With over 10,000 registered COVID-19 cases in country to date, 138 deaths and over 2000 active cases, health authorities and the government are heightening their message of vaccination and protocol obedience to the population.
The island is currently battling a fourth wave of the virus, said to be its most deadly. Chief Medical Officer (CMO) Dr. Sharon Belmar-George is calling for all to join in the fight to save lives.
“We continue to ask the public to work with us and exhibit responsible behaviour to manage this fourth wave. Let us all take personal responsibility to keep ourselves and families safe. At present we have available both the Pfizer and Astra Zeneca vaccine free of charge in country at the various wellness centers. These vaccines have been proven to be safe and effective in protecting persons from developing COVID-19, its severe forms, complications, hospitalizations and death,” she stated.
The Respiratory Hospital, formerly Victoria Hospital, is under serious pressure as the COVID-19 pandemic worsens. Medical Director of the hospital Dr. Alisha Eugene-Ford provided an update on its situation earlier this week.
“The Respiratory Hospital has a bed capacity of 123, which can be ramped up to 127. Since we started vaccination from February 1, 2021, to September 20, 2021, we have had 1,623 admissions, out of which 23 were fully vaccinated and 34 with first dose (partially). It must be highlighted that the majority of the vaccinated patients had milder symptoms when compared to unvaccinated patients,” Eugene-Ford noted.
“Specifically, from June we had 136 admissions. In July and August we had 142 and 261 admissions respectfully. As of September, 20, 2021 we have 234: A total of 773 admissions,” she added.
Staff are also suffering from burnout. Management has decided to provide counselling and debriefing services for staff and has made the working environment more conducive by providing a staff lounge, tea corner and staff meals.
The hospital also has had to deal with other issues including an increased demand for medical gas, technological and communication issues and increased patient flow. Forde stated that they have dealt with these issues however.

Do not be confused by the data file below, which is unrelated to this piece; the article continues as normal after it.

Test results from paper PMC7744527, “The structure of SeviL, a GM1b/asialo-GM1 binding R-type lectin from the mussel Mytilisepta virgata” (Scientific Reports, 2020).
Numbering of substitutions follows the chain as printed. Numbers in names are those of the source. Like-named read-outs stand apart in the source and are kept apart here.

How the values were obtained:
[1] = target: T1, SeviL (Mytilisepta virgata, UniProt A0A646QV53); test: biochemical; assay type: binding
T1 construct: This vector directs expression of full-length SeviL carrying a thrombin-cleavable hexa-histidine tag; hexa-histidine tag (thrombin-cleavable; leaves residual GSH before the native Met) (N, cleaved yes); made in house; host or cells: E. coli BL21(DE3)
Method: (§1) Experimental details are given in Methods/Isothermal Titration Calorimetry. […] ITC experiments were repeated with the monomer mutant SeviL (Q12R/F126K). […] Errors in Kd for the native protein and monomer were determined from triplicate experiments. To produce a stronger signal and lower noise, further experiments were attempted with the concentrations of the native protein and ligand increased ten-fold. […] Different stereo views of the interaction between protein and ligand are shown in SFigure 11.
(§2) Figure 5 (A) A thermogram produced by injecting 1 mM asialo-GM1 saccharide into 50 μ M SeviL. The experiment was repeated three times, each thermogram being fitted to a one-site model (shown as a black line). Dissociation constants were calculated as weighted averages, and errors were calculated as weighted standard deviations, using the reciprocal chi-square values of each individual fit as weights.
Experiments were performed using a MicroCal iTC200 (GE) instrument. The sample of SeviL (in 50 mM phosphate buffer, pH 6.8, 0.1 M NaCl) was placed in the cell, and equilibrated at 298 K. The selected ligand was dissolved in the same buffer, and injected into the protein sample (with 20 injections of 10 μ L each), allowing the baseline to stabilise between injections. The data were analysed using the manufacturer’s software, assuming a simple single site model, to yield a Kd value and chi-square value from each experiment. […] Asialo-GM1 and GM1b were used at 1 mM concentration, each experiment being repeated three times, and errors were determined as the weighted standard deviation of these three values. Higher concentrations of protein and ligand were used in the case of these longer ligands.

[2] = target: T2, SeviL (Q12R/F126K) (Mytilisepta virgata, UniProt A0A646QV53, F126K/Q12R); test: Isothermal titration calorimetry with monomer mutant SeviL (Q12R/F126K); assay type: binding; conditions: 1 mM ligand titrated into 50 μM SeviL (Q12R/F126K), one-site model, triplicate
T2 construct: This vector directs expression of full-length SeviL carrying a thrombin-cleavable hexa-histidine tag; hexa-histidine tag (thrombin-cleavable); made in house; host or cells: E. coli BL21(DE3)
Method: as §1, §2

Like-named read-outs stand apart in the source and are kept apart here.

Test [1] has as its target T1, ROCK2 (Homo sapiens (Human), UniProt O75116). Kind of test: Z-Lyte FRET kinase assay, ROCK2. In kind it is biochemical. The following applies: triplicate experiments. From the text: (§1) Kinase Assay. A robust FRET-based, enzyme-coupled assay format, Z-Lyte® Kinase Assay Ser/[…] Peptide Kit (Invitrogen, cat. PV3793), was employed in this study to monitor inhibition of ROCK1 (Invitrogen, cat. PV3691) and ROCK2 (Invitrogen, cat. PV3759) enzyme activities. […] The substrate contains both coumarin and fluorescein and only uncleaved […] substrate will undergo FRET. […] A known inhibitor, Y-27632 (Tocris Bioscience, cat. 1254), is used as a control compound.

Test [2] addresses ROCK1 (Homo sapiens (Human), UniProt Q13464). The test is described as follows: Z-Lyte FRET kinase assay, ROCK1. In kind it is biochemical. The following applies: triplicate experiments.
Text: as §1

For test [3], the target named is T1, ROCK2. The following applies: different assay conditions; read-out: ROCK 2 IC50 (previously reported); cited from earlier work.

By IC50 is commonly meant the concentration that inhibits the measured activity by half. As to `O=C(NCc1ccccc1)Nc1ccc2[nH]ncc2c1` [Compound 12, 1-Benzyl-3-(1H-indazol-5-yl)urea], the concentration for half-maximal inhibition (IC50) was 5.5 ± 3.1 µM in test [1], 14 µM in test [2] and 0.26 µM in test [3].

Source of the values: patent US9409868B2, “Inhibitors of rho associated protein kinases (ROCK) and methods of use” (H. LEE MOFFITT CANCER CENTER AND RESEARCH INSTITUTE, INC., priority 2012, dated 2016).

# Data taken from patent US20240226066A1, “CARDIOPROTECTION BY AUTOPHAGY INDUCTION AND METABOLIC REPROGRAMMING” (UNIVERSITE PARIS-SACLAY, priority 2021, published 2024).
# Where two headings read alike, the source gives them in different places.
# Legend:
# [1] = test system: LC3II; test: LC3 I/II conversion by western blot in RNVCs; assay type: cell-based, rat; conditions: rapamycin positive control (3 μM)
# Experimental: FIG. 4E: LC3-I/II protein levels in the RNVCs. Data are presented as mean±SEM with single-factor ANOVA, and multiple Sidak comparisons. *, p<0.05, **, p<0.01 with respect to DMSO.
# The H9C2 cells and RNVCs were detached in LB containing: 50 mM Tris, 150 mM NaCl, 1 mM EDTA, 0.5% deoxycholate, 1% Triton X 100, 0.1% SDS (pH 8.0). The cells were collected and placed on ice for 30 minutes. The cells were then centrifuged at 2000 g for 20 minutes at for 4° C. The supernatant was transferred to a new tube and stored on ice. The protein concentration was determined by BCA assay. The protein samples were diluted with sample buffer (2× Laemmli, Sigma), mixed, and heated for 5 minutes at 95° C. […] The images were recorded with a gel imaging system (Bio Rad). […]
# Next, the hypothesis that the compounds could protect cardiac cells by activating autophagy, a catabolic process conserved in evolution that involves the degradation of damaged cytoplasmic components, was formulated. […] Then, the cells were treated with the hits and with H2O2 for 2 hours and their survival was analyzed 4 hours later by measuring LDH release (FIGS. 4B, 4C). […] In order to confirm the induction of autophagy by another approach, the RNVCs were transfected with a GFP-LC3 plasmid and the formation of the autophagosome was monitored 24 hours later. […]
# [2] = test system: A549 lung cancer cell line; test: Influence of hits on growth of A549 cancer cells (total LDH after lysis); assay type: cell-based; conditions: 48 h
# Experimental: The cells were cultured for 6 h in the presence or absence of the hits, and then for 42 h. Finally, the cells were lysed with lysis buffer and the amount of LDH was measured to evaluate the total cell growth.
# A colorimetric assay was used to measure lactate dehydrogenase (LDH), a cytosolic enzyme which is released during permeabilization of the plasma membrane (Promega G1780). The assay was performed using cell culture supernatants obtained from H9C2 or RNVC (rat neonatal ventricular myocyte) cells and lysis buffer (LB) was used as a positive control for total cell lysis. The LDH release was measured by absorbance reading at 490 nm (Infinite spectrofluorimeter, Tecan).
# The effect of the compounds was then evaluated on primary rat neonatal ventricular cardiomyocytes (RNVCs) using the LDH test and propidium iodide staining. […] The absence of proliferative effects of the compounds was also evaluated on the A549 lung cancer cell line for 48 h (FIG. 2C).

Government has decided to extend current protocols to the end of September and hopes to see an improvement in the COVID-19 situation in the near future.
“At this stage, we note the overall reduction in transmission rate but as the medical professionals have explained, we are still at a critical phase and we cannot let our guard down, we must ensure that we continue to bring down the transmission rate. After discussions and dialogue with the members of the COVID-19 Management Centre, the decision was made to extend the COVID-19 protocols currently in place,” Minister for Health, Wellness and Elderly Affairs Hon. Moses Jn. Baptiste said on Tuesday.
“We hope by that time amended protocols will include benefits for fully vaccinated individuals. The government continues to urge you to get vaccinated and will intensify our efforts to make the vaccine available to you in the best way possible. We acknowledge the sacrifices that everyone has had to make over the last few weeks to prioritize health and safety,” Jn. Baptiste added.
Saint Lucia is working with the Caribbean Public Health Agency (CARPHA) to improve the health and safety of citizens and visitors.
According to the CMO, the Regional Tourism and Health Programme was officially launched on Saturday September 18, 2021. The programme, executed by CARPHA, aims to enhance the health and well-being of visitors and locals by strengthening the surveillance system to pick up infectious diseases and capacity building and certification for all tourism related activities.
“This will reduce the negative impact of the industry in a sustainable way. A full schedule of activities is planned between the Ministry of Health, Ministry of Tourism, the various stakeholders and coordinated by CARPHA,” Belmar-George stated.
She added, “With the high level of community spread noted in country at this point, we continue to advise the public to remain vigilant. Adhere to the protocols that are put in place to keep us safe; these include regular hand washing, use of face mask in public places, avoiding crowds and persons with respiratory symptoms and keeping frequently touched surfaces clean.”
From July 25, 2021 to present there has been 5,077 cases at an average of 89 cases per day. During that period there were 58 COVID-19 deaths with a case fatality rate of 1.1%. Females account for 52% of the deaths. The average age of the deaths is 66 years.
The daily infection rate for the past week was 47.9 per 100,000 per day and an average of 86.9 cases per day. In relation to this new wave, from July 25, 2021, 5,077 persons were positive. Fifty-one percent are in the age group 25-49 years with 58% of the cases being female. The majority of the cases are from Castries, Gros- Islet, Vieux Fort and Baboneau.
According to the Ministry of Health, based on contact tracing data, the majority of the cases diagnosed are related to work places and spread between families. Further, 98% of COVID-19 deaths and COVID-19 related deaths at the Respiratory Hospital were unvaccinated.